ExxonMobil has ended its oil exploration in Madagascar after disappointing findings in its off-shore blocks, the Malagasy Mining and Petroleum Minister said on Friday.
The U.S. company had no immediate comment.
Exxon’s affiliates resumed exploration in Madagascar in 2013 after a four-year pause due to a force majeure declared after the 2009 coup on the Indian Ocean island.
“Exxon has left Madagascar because it was not convinced by the potential of the oilfield,” Minister Joeli Valerien Lalaharisaina told Reuters.
“The potential is not yet defined, but the results of investigations have shown that the oilfield was not interesting for a company of ExxonMobil’s scale.”
Randriafeno said medium-sized explorers may be interested in taking over the blocks.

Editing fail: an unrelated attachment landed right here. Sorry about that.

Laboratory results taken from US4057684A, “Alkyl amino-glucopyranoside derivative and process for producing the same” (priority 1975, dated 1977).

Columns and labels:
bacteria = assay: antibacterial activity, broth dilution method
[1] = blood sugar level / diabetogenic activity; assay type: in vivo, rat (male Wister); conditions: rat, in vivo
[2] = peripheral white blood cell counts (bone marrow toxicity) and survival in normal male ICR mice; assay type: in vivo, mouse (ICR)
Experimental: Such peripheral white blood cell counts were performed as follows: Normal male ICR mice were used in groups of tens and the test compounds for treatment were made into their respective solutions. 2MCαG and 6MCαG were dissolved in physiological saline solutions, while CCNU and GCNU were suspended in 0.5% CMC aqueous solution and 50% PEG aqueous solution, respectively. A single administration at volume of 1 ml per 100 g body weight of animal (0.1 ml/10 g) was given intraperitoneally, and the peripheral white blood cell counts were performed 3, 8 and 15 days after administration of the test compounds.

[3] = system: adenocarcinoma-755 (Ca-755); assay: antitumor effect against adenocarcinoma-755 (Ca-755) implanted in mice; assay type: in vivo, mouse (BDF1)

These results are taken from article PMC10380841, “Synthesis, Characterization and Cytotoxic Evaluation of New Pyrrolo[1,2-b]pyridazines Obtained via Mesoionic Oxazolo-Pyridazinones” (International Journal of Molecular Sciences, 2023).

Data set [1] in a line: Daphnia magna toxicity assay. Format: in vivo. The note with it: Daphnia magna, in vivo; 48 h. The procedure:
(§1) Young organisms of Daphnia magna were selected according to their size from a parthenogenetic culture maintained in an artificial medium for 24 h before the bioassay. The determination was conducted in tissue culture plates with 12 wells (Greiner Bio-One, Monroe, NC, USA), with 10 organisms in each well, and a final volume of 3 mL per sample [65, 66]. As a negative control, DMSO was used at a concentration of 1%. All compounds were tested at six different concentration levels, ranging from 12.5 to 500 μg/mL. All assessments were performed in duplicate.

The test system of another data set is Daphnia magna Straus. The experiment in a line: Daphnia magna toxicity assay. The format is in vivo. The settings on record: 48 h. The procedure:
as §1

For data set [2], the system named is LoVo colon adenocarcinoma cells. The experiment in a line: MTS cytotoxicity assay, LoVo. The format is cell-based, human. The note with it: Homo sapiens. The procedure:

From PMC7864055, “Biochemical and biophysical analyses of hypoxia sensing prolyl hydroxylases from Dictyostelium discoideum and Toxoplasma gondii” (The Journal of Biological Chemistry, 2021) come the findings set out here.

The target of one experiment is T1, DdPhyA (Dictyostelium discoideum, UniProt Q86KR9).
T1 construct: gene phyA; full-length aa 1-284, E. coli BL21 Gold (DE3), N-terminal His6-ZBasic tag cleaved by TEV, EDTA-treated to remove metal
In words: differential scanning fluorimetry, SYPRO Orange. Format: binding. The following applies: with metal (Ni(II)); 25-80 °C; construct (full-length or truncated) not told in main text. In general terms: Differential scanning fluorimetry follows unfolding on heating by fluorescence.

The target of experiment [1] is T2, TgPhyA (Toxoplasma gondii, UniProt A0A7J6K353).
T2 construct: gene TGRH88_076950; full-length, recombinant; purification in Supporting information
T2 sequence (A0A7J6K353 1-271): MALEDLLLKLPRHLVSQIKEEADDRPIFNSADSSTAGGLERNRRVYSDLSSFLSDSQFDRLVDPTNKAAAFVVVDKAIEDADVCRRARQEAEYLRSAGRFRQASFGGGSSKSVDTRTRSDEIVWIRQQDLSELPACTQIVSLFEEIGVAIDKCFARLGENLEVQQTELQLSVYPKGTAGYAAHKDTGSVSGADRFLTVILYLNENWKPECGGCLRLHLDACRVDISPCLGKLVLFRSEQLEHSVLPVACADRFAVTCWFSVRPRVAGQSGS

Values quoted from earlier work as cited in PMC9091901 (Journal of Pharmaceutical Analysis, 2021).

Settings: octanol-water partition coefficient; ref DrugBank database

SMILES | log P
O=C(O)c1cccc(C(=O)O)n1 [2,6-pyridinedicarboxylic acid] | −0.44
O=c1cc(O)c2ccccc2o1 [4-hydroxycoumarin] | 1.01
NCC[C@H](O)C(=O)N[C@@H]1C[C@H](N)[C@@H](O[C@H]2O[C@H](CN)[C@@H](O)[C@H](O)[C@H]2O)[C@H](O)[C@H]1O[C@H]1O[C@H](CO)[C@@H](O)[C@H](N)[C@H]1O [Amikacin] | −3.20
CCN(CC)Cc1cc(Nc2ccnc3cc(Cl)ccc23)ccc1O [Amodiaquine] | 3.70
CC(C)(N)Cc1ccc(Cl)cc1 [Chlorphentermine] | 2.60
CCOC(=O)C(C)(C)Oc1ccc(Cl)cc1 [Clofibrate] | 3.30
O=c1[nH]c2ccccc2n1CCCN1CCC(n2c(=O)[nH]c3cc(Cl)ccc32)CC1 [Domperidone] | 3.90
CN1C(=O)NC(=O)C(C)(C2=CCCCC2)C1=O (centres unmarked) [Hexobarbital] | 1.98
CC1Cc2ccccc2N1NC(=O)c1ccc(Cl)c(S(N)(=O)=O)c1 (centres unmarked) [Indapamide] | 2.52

Exxon has three production-sharing licences in Madagascar, which has no proven offshore hydrocarbon reserves but shares a maritime boundary with Mozambique where huge deposits of natural gas have been found.
Madagascar has courted foreign investors in the hope direct investment can boost economic growth in a country where discontent over unemployment and frequent power cuts has stoked anger.
However, the World Bank and donors say the government has struggled impose vital reforms needed to get the economy on a more stable footing.